Of course, not everyone in Texas has to wait for justice, and certainly not while sitting in jail or prison, as most defendants do. Former Gov. Rick Perry was indicted last year on two felony counts — coercion of a public servant and abuse of official capacity — related to an alleged retaliatory veto that stripped millions in funding from an elected district attorney who Perry wanted out of office. In February 2015, Perry filed a more than 100-page appeal, asking the Third Court to dismiss the charges against him. It took the court just five months to grant Perry relief by tossing one of the charges.
The NCSC counts at least 18 states that do have rules about appellate case processing, although many consider abiding by them “voluntary.” And even in states with at least nominal guidelines, it’s not at all clear that they have done anything to reduce what can feel like an interminable lag time. Take Ohio’s time standards, originally adopted in 1971, and officially “mandatory,” according to the NCSC. According to local public defender Jeffrey Gamso, the state’s rules are toothless. While he says Ohio’s high court issues timely rulings in cases once oral arguments have been held — within six months or so — the amount of time it can take to reach that oral argument is long and wildly variable — from three to five years after briefs have been submitted.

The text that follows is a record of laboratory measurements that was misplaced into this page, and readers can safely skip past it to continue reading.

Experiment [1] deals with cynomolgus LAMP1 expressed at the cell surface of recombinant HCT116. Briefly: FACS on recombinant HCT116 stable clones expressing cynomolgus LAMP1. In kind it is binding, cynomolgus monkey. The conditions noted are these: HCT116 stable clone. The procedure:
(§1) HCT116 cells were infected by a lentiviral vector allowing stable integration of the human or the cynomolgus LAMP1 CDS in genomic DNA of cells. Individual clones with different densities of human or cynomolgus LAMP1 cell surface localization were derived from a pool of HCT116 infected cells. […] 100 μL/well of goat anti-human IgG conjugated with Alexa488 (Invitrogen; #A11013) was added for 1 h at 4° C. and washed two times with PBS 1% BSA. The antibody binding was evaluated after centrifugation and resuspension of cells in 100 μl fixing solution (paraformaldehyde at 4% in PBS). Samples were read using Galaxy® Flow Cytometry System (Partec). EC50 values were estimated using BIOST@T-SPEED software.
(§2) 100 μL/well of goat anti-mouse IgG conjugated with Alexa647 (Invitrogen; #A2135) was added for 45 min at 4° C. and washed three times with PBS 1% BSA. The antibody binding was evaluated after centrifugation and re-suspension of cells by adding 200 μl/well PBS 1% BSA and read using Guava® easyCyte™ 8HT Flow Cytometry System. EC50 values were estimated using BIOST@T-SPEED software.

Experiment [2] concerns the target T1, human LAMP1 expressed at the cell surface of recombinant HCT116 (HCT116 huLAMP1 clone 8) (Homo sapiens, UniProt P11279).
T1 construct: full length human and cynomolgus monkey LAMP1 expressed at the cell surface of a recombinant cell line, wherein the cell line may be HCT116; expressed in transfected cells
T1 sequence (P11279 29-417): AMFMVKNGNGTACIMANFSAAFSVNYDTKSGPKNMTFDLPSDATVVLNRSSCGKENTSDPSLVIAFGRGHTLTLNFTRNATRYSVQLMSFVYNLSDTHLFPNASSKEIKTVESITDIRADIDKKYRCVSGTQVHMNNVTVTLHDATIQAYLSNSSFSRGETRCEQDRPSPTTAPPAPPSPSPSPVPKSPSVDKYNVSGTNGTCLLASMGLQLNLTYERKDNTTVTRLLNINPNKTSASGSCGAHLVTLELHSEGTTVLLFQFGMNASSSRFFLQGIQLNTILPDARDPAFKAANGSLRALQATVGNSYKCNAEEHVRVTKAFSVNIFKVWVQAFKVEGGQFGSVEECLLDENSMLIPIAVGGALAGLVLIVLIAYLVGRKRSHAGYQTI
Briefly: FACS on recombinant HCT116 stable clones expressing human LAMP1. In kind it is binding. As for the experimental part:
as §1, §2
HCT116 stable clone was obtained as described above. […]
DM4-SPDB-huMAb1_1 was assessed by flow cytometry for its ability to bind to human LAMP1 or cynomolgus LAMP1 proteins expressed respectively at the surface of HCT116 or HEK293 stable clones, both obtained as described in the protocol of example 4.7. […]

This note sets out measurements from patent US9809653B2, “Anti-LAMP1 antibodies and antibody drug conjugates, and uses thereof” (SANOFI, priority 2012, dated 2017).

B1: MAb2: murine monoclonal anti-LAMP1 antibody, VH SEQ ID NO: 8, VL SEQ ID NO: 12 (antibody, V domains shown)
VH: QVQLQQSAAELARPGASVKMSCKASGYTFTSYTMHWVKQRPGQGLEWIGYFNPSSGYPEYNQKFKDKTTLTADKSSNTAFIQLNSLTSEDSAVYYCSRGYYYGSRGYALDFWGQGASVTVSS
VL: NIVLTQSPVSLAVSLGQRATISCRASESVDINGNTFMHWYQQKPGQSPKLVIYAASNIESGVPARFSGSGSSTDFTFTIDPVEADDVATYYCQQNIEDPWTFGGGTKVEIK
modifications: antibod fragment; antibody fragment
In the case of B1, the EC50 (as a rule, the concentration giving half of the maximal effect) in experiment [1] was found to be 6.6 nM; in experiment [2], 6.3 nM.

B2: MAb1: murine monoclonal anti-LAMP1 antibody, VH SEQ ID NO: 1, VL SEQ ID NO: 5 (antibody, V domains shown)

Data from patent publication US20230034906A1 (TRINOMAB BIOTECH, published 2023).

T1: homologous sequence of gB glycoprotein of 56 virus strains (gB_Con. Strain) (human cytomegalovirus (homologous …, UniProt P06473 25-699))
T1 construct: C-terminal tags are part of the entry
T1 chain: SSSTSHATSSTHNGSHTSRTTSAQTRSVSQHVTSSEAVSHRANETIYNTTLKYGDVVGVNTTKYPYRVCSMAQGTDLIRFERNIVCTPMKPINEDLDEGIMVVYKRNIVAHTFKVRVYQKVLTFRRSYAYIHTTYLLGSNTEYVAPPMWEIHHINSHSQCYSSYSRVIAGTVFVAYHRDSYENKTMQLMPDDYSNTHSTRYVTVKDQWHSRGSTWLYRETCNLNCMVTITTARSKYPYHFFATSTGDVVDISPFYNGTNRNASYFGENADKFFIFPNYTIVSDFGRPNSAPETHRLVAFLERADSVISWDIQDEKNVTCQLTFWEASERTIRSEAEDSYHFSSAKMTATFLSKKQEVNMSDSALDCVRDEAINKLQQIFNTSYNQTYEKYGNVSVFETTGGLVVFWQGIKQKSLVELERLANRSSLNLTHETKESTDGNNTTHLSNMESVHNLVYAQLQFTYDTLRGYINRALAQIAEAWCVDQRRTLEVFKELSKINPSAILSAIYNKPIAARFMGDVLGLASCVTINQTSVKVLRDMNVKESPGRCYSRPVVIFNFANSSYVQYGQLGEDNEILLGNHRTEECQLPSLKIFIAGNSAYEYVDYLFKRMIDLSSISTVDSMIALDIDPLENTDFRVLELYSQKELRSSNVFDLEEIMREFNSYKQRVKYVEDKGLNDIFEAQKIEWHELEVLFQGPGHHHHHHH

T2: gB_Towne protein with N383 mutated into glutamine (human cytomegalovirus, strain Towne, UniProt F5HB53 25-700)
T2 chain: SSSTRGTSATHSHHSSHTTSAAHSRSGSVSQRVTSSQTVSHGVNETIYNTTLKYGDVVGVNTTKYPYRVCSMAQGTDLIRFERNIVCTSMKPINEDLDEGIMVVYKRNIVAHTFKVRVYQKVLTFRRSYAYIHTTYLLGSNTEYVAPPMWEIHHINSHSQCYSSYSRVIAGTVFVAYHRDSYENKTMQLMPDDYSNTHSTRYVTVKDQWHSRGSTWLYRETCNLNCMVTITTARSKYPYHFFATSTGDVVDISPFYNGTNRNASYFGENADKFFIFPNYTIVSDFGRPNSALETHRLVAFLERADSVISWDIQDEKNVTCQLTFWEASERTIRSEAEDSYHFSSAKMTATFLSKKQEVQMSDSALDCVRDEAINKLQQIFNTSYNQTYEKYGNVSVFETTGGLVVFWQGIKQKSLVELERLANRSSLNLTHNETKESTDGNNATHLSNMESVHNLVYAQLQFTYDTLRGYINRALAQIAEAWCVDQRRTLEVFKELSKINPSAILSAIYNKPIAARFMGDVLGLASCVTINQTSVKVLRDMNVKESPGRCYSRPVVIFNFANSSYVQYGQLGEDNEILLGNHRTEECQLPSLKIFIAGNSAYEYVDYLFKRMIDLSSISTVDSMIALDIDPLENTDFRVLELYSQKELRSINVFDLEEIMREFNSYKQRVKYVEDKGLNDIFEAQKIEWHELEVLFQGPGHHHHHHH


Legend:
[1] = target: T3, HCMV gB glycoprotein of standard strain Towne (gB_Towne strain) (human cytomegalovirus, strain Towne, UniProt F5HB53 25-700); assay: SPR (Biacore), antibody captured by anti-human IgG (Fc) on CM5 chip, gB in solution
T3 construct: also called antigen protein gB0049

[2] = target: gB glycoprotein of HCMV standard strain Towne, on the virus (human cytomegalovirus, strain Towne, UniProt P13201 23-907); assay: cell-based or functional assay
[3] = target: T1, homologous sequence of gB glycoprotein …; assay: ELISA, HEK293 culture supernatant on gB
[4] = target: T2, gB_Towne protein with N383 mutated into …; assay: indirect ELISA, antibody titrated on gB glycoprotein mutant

Gamso is currently representing a death row client whose initial briefings were complete in 2013. He estimates he should be in court to argue the case by 2018. While he has been feeling optimistic that the date could come sooner, “there’s no way to know,” he says. “All I know is that they haven’t scheduled it. But does that do anybody any good, really? I’m not chomping at the bit to get down there and argue that case. But as a matter of principle, to run a good system, no, that’s not the way it’s supposed to be.”